Haaretz: Barak to U.S.: Now is the time to impose new Iran nuclear sanctions, 2010-02-25

Syria, Iran affirm ties despite US calls

…..Assad’s strong words Thursday indicate that America does not have the kind of leverage it thought over Syria, said Joshua Landis, an American professor and Syria expert who runs a popular blog called Syria Comment.

“America overplayed its hand,” Landis said. “The rest of the world is engaged with Syria — France is doing business, Turkey is doing business. Syria can survive. But it can’t survive cutting ties with Iran.”

Still, there are signs Assad could be open to a breakthrough with America.

Assad has begun to dismantle his father’s socialist legacy since he rose to office in 2000. He has loosened the reins on banking, sought to attract foreign investment, and encouraged tourism and private education.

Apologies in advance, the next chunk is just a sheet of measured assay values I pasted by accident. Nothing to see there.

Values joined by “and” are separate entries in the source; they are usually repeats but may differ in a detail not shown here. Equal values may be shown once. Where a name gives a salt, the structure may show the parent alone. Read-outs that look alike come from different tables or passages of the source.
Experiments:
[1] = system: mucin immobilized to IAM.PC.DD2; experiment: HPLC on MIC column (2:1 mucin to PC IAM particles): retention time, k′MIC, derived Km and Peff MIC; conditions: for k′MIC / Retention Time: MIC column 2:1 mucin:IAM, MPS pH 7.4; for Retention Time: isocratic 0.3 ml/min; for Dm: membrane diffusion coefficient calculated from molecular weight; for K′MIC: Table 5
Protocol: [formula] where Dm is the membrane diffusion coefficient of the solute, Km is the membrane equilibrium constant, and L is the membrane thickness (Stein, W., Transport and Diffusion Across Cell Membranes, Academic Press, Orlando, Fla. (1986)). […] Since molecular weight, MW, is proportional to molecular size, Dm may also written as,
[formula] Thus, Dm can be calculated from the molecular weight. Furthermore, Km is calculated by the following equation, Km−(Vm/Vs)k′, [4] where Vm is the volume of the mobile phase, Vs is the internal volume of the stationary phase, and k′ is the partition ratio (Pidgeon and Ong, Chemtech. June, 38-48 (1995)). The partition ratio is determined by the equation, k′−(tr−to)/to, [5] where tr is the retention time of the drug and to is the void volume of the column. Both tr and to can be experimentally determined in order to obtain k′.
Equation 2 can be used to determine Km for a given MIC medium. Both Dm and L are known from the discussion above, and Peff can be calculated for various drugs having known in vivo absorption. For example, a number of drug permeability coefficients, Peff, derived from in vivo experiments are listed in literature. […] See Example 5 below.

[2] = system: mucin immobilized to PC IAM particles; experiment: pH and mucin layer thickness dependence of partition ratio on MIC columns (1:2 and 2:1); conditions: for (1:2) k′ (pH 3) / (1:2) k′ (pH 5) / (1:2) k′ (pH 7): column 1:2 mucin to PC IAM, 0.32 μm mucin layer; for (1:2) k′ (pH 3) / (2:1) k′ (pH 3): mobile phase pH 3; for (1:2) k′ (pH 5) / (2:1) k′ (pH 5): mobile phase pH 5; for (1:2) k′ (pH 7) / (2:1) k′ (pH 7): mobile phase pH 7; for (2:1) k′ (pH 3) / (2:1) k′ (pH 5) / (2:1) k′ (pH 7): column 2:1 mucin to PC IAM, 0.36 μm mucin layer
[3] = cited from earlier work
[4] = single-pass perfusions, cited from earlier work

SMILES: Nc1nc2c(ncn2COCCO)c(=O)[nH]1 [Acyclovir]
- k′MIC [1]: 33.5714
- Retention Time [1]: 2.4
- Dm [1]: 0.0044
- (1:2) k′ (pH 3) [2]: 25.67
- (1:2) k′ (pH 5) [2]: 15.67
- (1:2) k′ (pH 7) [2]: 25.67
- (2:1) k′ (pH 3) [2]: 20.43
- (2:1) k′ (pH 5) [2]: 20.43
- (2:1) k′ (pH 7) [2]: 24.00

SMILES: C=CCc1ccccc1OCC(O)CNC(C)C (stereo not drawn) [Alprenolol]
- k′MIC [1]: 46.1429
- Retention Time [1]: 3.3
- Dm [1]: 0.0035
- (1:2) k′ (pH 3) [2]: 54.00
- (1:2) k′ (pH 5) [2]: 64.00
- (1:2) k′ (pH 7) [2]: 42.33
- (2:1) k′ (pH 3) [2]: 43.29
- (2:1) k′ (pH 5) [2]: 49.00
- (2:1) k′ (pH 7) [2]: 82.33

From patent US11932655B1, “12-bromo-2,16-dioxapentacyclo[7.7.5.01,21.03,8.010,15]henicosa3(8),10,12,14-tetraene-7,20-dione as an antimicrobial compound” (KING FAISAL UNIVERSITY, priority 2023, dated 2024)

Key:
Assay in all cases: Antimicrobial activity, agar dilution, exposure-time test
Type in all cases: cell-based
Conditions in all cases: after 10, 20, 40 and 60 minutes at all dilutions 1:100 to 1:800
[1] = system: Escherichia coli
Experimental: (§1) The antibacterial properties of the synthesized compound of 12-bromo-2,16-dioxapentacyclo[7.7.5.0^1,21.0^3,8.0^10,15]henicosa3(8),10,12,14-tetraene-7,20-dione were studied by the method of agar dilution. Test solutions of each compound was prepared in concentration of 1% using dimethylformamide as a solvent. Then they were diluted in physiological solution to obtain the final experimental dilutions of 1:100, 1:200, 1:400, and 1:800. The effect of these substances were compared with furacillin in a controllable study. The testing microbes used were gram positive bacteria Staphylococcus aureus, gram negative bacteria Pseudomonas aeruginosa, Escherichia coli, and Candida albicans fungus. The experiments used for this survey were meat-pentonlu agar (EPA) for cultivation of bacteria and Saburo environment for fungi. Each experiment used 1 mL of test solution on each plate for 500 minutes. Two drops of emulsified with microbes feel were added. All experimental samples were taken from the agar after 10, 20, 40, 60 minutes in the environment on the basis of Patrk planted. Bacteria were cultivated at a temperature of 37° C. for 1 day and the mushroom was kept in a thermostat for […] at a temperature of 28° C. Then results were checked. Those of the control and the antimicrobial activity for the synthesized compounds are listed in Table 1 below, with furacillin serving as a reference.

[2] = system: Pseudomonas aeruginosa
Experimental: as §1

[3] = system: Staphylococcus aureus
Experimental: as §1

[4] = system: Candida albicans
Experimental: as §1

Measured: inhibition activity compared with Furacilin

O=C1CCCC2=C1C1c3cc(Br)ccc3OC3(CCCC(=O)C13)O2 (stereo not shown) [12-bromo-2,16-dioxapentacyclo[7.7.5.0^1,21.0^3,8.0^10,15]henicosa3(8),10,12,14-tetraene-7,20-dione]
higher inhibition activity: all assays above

He also is hoping for U.S. help in boosting the Syrian economy and American mediation in direct peace talks with Israel — a recognition that he needs U.S. help to reach his goal of winning the return of the Golan Heights, seized by Israel in the 1967 Mideast war.

But Clinton said Wednesday that the recent decision to send an ambassador to Syria did not mean American concerns about the country have been addressed….

The Middle East’s Dangerous Equilibrium

President Obama’s first year of “engagement” has yielded little more than simmering crises and a frustrating diplomatic stalemate. But for all its pitfalls, the United States cannot quit the Arab world.

A year into U.S. President Barack Obama’s presidency, the Middle East is on the brink. Almost every country in the region spent 2009 waiting in vain for something dramatic to come out of Washington. By the time 2010 was rung in, most players appeared to have given up just as hastily on the Obama administration. As hopes of progress wane, the region risks slipping back into chaos.